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Book of Kaos Tarot Reviews

The Book of Kaos Tarot is a compelling self-published 80-card deck. The imagery uses pagan and tribal imagery and its pen-and-ink art varies from simple to complex across the cards.

See card images from the Book of Kaos Tarot

Created by Orryelle Defenestrate-Bascule
Tarot Deck - 80 Cards - Self Published 2004



Where to Buy · Orryelle


Review by Solandia

The Book of Kaos Tarot is a self-published 80-card Tarot created by Australian artist Orryelle Defenestrate-Bascule. The deck was first released in 1991 as the Bohemian Tarot, but for this edition almost half of the major arcana have been updated to form the deck into an “inter-sect-ion of Chaos Magick and the double aeonic current of Horus and Maat”.

The suits are Staves, Cups, Swords and Pentacles, while the court cards are Page, Knight, Queen and King. There are actually 24 major arcana cards, as there are two differing Lovers cards, and two Devil cards, one with Pan and one with Baphomet. Some titles of the Majors have been altered to a more Thoth-like titling:

0 – The Fool
I – The Magician
II – The High Priestess
III – Empress
IV – Emperor
V – Hierophant / Priest
VI – The Lover/s
VII - Chariot
VIII – Adjustment / Justus
IX – The Hermit
X – The Wheel
XI – Strength / Lust
XII – The Hanged Man
XIII – Death
XIV – Temperance / Art
XV – Pan / Baphomet
XVI – The Blasted Tower
XVII – The Star
XIIX – The Moon
XIX – The Sun
XX – Judgement/The Aeons
XXI – The Universe

All cards are black and white only, with card scenes of pen-and-ink with some full bleeds of glossy black, surrounded by black borders. The quality of the artwork varies across the cards, as Orryelle explains in the booklet - because they were made across a span of years and revisions. The imagery has tribal and pagan elements and also ranges “from the basic and direct to the obscure and complex” - which the artist compares to life - but all cards have Tarot symbolism at their foundation.

Visually the cards range from wild and chaotic (Three of Pentacles, Three of Swords), to simple (Ace of Wands, the Moon), to myth and fantasy (The Hanged Man, Nine of Pentacles, Six of Wands) or tribal (Queen of Swords). Some illustrations are such complex arrays of lines that until studied, it’s hard to tell what the scene is: I don’t know where to look in the Six of Pentacles or the Hanged Man. Then, along with the busy and complicated, there is the stark and spare, such as the Hermit, or Death. The former card is almost totally black, but for the torso and head and scythe of a distant Hermit, filling such a tiny part of the card. Death is a skeleton, a skull and vertebrae that gradually change into butterflies the lower down the spinal cord.

My favourite cards included The Fool as a ragged violinist, booted and long-haired, playing as he steps off the cliff, snake at his heels. The High Priestess: the shading is clever and she gazes off into the sky, looking at something we can’t see. The Empress, a pregnant woman, crowned with flowers, around her are ears of mature corn: ”The Empress blossoms with fertility, pregnant with potential, ever about to birth another new form into the world.” And the Ten of Wands, where a man struggles under the weight of his own dreadlocks – an unusual interpretation! - and the Page of Pentacles, who actually has glasses and looks studious. The Ten of Cups is interesting -- full of people, eyes watching, some of them seemingly envious rather than pleased.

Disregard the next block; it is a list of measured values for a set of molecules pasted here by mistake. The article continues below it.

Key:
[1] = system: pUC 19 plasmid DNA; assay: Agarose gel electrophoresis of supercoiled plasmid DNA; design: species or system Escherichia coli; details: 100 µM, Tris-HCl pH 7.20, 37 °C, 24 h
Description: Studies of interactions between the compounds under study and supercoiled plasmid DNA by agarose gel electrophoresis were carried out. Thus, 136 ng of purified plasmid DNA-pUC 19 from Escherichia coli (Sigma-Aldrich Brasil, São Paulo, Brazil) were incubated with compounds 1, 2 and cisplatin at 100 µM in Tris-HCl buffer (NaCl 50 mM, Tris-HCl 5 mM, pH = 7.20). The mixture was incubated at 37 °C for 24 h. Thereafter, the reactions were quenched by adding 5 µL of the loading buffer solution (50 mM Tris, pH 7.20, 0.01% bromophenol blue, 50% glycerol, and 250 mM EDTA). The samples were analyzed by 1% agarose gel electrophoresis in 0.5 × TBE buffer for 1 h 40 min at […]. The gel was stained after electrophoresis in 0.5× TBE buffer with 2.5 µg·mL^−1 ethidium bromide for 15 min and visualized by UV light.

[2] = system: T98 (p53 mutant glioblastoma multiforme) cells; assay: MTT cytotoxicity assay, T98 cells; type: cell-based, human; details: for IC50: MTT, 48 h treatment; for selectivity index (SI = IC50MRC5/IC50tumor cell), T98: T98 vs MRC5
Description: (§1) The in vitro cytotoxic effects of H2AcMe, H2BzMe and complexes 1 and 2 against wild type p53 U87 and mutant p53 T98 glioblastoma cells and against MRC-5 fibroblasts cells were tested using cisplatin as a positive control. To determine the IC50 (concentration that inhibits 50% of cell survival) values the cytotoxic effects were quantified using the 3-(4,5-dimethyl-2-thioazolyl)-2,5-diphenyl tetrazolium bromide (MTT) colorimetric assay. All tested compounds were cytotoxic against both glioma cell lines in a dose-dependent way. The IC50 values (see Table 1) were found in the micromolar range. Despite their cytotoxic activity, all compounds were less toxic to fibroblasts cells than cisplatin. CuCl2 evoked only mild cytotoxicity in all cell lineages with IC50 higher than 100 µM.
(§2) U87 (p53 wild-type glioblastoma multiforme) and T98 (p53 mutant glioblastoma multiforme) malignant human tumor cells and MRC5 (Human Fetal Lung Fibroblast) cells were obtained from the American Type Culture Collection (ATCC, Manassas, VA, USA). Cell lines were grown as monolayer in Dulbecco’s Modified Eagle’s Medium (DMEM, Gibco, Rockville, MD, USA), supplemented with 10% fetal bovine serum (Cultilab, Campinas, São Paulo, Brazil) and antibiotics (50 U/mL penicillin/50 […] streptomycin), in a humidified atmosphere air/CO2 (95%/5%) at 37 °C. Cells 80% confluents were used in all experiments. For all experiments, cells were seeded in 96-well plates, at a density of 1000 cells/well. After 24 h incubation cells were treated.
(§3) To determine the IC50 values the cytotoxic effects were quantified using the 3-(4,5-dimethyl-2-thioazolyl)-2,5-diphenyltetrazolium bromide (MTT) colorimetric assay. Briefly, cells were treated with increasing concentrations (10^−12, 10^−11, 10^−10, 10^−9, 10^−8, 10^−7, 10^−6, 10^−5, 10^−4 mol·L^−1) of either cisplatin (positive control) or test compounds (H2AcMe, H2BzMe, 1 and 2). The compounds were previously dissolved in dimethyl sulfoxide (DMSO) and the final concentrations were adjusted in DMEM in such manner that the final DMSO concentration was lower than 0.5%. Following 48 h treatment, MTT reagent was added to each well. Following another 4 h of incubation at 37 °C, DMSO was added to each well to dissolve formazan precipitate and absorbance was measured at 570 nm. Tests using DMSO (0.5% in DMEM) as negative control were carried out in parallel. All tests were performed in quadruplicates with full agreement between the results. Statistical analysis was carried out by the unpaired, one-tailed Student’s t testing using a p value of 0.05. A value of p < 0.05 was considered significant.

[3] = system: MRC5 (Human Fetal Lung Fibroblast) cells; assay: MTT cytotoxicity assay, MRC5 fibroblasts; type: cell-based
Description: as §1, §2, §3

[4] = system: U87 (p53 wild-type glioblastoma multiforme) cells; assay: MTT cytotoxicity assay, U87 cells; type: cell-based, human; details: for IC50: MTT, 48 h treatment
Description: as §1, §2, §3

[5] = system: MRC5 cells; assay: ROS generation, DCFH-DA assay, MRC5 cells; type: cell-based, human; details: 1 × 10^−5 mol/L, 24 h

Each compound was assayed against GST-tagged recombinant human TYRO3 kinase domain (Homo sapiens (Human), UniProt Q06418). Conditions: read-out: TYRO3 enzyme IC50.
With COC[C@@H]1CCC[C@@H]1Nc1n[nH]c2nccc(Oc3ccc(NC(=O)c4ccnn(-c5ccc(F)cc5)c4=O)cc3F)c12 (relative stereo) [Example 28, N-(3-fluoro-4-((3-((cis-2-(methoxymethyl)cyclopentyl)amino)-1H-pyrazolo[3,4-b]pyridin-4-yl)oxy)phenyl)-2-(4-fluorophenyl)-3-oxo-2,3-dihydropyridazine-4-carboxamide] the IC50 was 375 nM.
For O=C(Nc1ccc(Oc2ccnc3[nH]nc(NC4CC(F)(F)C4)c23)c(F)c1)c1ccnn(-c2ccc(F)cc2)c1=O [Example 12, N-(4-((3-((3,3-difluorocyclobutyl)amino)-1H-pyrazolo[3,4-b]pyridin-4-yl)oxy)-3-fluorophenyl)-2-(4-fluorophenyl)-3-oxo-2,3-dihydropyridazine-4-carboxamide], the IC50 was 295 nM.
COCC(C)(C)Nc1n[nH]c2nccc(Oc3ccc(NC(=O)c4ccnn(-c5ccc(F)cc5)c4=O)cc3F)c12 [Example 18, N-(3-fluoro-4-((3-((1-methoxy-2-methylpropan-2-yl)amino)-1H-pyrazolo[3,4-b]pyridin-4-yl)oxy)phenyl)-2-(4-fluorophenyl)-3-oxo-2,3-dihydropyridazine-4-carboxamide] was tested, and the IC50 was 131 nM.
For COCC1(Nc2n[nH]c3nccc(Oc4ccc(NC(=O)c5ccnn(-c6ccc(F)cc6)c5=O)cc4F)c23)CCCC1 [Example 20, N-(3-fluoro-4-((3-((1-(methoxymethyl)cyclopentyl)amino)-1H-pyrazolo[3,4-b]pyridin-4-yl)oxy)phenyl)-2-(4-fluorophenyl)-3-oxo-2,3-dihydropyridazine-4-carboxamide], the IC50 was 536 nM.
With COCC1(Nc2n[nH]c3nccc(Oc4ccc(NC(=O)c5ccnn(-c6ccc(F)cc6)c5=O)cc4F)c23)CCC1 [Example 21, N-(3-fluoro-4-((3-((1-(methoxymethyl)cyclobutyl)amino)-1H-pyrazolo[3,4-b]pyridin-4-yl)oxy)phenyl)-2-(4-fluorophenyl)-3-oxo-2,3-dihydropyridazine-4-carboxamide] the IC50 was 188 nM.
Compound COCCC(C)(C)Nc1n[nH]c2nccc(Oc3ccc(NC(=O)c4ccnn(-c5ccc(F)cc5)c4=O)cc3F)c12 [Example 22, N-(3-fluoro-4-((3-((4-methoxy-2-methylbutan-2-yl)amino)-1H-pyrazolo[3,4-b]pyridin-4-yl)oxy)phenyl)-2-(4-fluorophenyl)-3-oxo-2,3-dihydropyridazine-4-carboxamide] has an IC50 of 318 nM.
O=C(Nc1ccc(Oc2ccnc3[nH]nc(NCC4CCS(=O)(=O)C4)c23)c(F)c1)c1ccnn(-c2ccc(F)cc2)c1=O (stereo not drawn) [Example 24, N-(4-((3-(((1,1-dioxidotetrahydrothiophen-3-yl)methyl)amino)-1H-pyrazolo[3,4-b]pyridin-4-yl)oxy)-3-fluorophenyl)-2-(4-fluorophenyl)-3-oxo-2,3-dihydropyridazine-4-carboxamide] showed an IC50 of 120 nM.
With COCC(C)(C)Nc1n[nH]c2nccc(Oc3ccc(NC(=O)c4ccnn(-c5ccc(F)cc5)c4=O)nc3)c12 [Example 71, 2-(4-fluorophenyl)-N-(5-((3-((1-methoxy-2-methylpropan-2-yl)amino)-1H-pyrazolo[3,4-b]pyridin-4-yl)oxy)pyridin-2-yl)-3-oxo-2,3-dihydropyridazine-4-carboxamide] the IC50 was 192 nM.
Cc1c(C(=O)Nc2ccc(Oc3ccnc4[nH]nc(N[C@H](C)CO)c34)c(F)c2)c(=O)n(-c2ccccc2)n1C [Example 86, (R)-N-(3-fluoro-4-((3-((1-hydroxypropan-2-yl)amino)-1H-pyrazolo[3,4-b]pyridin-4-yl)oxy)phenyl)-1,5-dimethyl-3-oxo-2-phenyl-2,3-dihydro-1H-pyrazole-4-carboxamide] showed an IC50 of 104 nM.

In the hand, the cards are roughly 9.5 by 14cm – at the limits of what I can shuffle - and have rectangular, not rounded corners. The backs of the cards are white with a black design of the Fool and an eight-pointed cross. The cards are packaged in a thin cardboard slipcase the same size of the cards, along with a photocopied companion booklet. The LWB is written in a complex style and holds a description of the card image and magickal and gematrical associations, and the place of each card in the Fool’s Journey. An example section, for the Magician:

ATU I – The Magician

The fool now (presumably after a possibly painful fall) decides to take Fate Into his own hands, wielding the elements (Fire, Air, Water and Earth) as Magickal Tools – the Staff Cup, Sword and Pentacle (these are the gateways to the minor arcana elemental suites) – attempting to manipulate the Universe through active (phallic) assertion of his Will. He has taken the kundalini serpent(/s) and bound them around his caduceus Staff – consciously wielding the kundalini or shakti power, the ida and pingala/od and ob winding up his spine/sushumna nadi as exteriorised on the wand.

This is the flipside of The Fool – he is in control rather than surrendering to the tao of Fate – or so it would seem; but the Magician soon discovers that he may only succeed in asserting his Will if is TRUE Will – that is, Will in accord with the flow of tao, as discovered by the magical operation of communion with the Holy Guardian Angel or divine/future(wode-)self.

The Magician conjures a draconian apparition – is it visible to others or only to his magical perception?

Creative Power. Control; assertion of Will.

The Book of Kaos Tarot is a compelling deck with a strong esoteric basis, and cards are suitable for everyday as well as deeper magickal or spiritual readings.

Where to Buy · Orryelle


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